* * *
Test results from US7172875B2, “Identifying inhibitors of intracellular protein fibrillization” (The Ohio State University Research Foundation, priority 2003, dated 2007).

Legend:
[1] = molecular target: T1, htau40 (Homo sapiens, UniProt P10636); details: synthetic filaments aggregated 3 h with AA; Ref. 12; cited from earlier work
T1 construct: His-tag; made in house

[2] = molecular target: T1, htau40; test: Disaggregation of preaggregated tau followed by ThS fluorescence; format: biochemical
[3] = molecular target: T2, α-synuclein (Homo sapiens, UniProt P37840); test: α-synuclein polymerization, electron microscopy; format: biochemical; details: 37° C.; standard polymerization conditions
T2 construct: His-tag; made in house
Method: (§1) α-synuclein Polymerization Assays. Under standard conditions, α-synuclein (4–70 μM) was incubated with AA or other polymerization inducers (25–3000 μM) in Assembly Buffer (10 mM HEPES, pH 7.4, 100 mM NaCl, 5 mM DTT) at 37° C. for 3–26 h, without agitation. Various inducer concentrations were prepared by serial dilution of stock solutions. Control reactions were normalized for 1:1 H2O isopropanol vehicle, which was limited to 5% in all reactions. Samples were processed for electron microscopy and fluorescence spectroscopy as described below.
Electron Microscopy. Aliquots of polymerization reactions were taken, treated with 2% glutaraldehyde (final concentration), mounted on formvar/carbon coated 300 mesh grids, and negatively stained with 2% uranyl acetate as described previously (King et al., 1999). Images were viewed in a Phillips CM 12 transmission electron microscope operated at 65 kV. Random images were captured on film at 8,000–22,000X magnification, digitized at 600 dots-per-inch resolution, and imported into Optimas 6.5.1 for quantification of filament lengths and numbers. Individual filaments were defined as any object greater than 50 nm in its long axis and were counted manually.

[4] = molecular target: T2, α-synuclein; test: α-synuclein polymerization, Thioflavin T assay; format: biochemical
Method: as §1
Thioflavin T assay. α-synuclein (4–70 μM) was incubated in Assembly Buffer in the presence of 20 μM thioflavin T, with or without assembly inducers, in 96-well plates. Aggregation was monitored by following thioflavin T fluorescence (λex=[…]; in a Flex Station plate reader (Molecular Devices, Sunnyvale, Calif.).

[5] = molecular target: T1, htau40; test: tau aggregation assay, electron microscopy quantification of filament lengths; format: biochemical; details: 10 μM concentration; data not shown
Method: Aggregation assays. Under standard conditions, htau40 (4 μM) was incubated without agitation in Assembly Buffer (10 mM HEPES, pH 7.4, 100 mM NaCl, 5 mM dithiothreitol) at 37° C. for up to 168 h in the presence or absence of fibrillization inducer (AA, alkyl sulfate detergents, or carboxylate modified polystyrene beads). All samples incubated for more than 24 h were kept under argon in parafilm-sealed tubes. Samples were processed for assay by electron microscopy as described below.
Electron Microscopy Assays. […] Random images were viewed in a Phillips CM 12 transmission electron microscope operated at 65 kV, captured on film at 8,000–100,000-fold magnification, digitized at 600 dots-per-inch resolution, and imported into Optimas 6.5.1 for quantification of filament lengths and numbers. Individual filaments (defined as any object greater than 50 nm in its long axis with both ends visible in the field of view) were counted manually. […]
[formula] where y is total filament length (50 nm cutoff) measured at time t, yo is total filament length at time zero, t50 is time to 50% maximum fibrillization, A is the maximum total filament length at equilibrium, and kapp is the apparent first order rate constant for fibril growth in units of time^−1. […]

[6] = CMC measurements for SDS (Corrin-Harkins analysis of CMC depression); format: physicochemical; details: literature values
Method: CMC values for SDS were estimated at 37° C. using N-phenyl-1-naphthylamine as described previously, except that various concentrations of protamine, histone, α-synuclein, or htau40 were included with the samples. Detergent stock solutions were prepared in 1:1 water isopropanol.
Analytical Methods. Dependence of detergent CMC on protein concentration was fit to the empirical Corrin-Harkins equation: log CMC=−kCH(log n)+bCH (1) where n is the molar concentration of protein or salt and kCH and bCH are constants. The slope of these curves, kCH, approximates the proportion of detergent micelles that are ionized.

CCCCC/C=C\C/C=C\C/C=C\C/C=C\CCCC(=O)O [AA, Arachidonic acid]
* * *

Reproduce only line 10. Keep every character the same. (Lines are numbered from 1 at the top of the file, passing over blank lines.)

[4] = molecular target: T2, α-synuclein; test: α-synuclein polymerization, Thioflavin T assay; format: biochemical